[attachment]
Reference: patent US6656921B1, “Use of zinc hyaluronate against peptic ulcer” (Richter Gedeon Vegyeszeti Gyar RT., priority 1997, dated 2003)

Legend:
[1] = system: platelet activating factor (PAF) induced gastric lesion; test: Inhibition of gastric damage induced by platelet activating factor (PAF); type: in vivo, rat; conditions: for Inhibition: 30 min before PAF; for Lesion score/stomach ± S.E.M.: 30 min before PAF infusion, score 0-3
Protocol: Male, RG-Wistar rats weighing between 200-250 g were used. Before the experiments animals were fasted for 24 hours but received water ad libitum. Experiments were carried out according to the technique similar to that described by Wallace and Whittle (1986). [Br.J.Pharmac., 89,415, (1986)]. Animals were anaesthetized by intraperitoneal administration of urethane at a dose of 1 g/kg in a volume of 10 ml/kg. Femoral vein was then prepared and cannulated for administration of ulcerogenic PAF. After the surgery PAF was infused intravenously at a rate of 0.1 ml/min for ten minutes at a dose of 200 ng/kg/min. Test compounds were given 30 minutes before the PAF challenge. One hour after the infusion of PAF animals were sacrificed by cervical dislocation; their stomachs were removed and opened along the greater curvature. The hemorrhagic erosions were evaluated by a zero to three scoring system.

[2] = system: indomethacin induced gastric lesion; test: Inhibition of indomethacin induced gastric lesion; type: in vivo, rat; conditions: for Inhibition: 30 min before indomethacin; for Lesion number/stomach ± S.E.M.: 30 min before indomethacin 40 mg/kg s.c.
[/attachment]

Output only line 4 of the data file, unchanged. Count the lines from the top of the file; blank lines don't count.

Protocol: Male, RG-Wistar rats weighing between 200-250 g were used. Before the experiments animals were fasted for 24 hours but received water ad libitum. Experiments were carried out according to the technique similar to that described by Wallace and Whittle (1986). [Br.J.Pharmac., 89,415, (1986)]. Animals were anaesthetized by intraperitoneal administration of urethane at a dose of 1 g/kg in a volume of 10 ml/kg. Femoral vein was then prepared and cannulated for administration of ulcerogenic PAF. After the surgery PAF was infused intravenously at a rate of 0.1 ml/min for ten minutes at a dose of 200 ng/kg/min. Test compounds were given 30 minutes before the PAF challenge. One hour after the infusion of PAF animals were sacrificed by cervical dislocation; their stomachs were removed and opened along the greater curvature. The hemorrhagic erosions were evaluated by a zero to three scoring system.